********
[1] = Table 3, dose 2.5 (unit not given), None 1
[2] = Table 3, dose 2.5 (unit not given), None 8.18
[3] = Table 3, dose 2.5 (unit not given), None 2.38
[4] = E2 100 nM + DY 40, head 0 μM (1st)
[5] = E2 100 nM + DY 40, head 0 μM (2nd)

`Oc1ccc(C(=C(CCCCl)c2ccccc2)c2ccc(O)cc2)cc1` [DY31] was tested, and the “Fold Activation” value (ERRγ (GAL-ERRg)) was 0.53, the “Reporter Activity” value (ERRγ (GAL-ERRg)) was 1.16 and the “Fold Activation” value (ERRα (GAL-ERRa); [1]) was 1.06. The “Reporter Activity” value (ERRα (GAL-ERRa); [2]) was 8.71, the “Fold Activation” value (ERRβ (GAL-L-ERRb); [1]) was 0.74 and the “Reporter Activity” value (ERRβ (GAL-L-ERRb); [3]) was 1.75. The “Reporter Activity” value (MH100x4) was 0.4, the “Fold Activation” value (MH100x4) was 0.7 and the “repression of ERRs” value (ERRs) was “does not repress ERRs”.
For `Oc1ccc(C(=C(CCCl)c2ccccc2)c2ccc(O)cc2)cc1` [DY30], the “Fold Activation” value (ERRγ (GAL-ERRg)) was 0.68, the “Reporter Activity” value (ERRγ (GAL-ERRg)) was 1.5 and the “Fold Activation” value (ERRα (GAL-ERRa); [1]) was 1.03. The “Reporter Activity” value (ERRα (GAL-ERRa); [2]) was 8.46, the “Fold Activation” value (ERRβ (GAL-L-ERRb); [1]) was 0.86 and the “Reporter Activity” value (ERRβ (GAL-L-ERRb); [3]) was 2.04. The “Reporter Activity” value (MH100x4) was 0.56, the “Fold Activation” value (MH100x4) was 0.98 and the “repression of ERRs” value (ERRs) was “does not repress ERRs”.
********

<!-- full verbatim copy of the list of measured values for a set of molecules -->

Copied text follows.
[1] = Table 3, dose 2.5 (unit not given), None 1
[2] = Table 3, dose 2.5 (unit not given), None 8.18
[3] = Table 3, dose 2.5 (unit not given), None 2.38
[4] = E2 100 nM + DY 40, head 0 μM (1st)
[5] = E2 100 nM + DY 40, head 0 μM (2nd)

`Oc1ccc(C(=C(CCCCl)c2ccccc2)c2ccc(O)cc2)cc1` [DY31] was tested, and the “Fold Activation” value (ERRγ (GAL-ERRg)) was 0.53, the “Reporter Activity” value (ERRγ (GAL-ERRg)) was 1.16 and the “Fold Activation” value (ERRα (GAL-ERRa); [1]) was 1.06. The “Reporter Activity” value (ERRα (GAL-ERRa); [2]) was 8.71, the “Fold Activation” value (ERRβ (GAL-L-ERRb); [1]) was 0.74 and the “Reporter Activity” value (ERRβ (GAL-L-ERRb); [3]) was 1.75. The “Reporter Activity” value (MH100x4) was 0.4, the “Fold Activation” value (MH100x4) was 0.7 and the “repression of ERRs” value (ERRs) was “does not repress ERRs”.
For `Oc1ccc(C(=C(CCCl)c2ccccc2)c2ccc(O)cc2)cc1` [DY30], the “Fold Activation” value (ERRγ (GAL-ERRg)) was 0.68, the “Reporter Activity” value (ERRγ (GAL-ERRg)) was 1.5 and the “Fold Activation” value (ERRα (GAL-ERRa); [1]) was 1.03. The “Reporter Activity” value (ERRα (GAL-ERRa); [2]) was 8.46, the “Fold Activation” value (ERRβ (GAL-L-ERRb); [1]) was 0.86 and the “Reporter Activity” value (ERRβ (GAL-L-ERRb); [3]) was 2.04. The “Reporter Activity” value (MH100x4) was 0.56, the “Fold Activation” value (MH100x4) was 0.98 and the “repression of ERRs” value (ERRs) was “does not repress ERRs”.